* Ms. Ma. Lorena Macabuag is the Project Coordinator of Migrant Forum in Asia.
Southeast Asia is confronted with many challenges regarding migrant workers. Within the subregion, there are countries of origin and destination, with some countries playing both roles. The migrant workers of Southeast Asia constitute an important component of the social, political and economic conditions of the countries in the subregion. Yet they face serious problems.
Undocumented migrant workers suffer from arrest/detention/deportation/punishment, exploitation by employers (including non-payment and underpayment of wages), inability to join or form associations and trade unions, and restricted access to social services (health and reproductive health care, among others).
Malaysia, among the major countries of destination for migrant workers in Southeast Asia, holds regular crackdowns on undocumented migrant workers. It initiated an annual crackdown or deportation of undocumented migrant workers in 2002. In 2005 it announced that it would crack down on around 800,000 undocumented migrant workers to enable them to return home and register as documented workers.
Thailand, both a country of origin and destination, also holds regular deportation of undocumented migrant workers, who come mostly from other Mekong countries such as Burma/Myanmar, Laos, Cambodia and Vietnam.
Deportations and crackdowns on undocumented migrant workers have not proved to be viable solutions to the issue of undocumented migration. The workers being deported are needed in the various countries of destination.
Domestic workers constitute one of the bigger sectors of migrant workers in Southeast Asia. In most countries of destination in Southeast Asia, domestic workers are not recognized under the labor laws and thus afforded with little or no rights. In some countries, domestic workers are not given holidays or rest days. There are also cases where the passports of foreign domestic workers are withheld or kept by their employers.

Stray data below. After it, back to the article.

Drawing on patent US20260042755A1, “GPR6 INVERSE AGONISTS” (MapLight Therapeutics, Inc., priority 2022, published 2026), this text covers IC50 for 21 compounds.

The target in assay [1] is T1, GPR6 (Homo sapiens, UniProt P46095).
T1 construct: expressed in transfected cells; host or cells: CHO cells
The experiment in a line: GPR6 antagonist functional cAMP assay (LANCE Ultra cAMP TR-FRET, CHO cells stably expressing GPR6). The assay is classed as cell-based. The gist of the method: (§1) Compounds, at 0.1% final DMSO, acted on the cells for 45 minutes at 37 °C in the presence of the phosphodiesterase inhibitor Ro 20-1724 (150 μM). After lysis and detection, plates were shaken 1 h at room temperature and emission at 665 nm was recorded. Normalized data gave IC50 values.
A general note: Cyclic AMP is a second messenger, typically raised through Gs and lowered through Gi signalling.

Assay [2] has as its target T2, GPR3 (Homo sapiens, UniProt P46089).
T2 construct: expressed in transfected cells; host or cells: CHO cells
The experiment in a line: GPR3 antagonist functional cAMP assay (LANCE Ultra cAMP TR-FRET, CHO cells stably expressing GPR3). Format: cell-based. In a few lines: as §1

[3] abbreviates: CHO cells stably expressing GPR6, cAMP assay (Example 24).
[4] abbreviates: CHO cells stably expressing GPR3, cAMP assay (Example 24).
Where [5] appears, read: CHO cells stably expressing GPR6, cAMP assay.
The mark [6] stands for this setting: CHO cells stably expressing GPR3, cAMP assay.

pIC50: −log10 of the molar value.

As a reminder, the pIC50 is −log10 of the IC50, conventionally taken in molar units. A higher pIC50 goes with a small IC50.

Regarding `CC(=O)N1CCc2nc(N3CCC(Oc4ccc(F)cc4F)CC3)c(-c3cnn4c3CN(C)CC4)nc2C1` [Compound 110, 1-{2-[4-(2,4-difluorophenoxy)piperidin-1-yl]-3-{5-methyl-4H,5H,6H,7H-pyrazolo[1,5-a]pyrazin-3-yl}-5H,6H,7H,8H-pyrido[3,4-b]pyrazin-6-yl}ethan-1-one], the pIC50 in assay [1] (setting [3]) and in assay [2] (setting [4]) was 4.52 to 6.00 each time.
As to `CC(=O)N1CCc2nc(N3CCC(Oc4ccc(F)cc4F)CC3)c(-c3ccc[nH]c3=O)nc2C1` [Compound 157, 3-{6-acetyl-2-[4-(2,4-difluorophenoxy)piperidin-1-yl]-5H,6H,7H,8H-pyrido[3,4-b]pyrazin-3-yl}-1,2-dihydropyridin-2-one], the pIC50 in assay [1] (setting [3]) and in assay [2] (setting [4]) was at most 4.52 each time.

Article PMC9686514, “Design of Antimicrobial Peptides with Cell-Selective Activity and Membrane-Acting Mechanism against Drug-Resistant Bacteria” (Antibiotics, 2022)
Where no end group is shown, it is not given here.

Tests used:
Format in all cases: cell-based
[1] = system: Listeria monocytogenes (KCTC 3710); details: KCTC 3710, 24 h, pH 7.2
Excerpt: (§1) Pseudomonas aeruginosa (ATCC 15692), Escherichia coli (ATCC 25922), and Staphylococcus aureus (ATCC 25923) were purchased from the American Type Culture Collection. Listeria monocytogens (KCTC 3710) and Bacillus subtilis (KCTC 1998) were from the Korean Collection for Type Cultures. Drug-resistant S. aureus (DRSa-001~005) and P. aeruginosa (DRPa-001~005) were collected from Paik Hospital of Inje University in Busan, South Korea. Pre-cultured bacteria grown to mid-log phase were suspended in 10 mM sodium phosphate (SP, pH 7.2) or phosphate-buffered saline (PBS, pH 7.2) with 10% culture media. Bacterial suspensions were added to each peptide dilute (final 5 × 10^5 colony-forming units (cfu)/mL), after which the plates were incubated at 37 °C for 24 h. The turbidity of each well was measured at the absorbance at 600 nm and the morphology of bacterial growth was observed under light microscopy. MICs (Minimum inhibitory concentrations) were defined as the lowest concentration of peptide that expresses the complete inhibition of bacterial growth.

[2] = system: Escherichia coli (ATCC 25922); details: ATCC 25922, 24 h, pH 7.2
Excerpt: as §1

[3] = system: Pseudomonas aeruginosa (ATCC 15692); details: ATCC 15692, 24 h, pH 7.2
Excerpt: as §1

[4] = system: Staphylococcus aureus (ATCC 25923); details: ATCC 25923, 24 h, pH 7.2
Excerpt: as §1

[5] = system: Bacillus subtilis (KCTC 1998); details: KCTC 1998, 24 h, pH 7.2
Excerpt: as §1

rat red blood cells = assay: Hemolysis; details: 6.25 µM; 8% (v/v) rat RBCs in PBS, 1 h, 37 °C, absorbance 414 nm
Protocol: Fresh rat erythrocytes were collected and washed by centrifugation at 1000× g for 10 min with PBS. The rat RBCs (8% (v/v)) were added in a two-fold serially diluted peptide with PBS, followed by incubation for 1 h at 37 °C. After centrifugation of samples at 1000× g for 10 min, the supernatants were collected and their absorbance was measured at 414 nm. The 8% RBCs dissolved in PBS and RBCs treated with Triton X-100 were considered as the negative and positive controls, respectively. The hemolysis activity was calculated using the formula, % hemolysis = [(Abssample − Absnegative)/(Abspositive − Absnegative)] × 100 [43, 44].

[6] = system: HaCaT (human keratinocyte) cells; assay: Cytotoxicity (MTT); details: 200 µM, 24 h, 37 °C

A large number of women migrants are vulnerable to trafficking. Some of them end up being trafficked through a host of deceptive, coercive, violent and exploitative acts. Women are deceived about job type, terms and condition of work, and treated as forced labor, when they are placed in slavery-like work conditions.
Due to changes in the demands of the international labor market, there has been an increase in the type of jobs traditionally awarded to women. This is particularly true in the service sector (domestic work, caregiving, nursing and entertainment). This is also identifiable in the increasing number of women seeking work independently outside their country of origin.
The 1990 United Nations Convention on the Protection of the Rights of Migrant Workers and Members of their Family (UNMWC) came into force in July 2003. Among the member-states of the Association of Southeast Asian Nations (ASEAN), only one country (the Philippines) has ratified UNMWC while two countries (Indonesia and Cambodia) signed it. ASEAN does not yet have a legal instrument on migrant workers in the subregion.
ASEAN undertook through the years several initiatives related to the migrant workers issue including the following:
At the 12th ASEAN summit in Cebu in January 2007 the ASEAN Heads of State adopted the ASEAN Declaration on the Protection and Promotion of the Rights of Migrant Workers. Though non-binding, the Declaration is considered a milestone in the struggle for the rights of migrant workers in the region. The Declaration came after years of struggle and active lobbying by Civil Society Organizations [CSOs] (migrants organizations, grassroots organizations and human rights networks). The Declaration aims to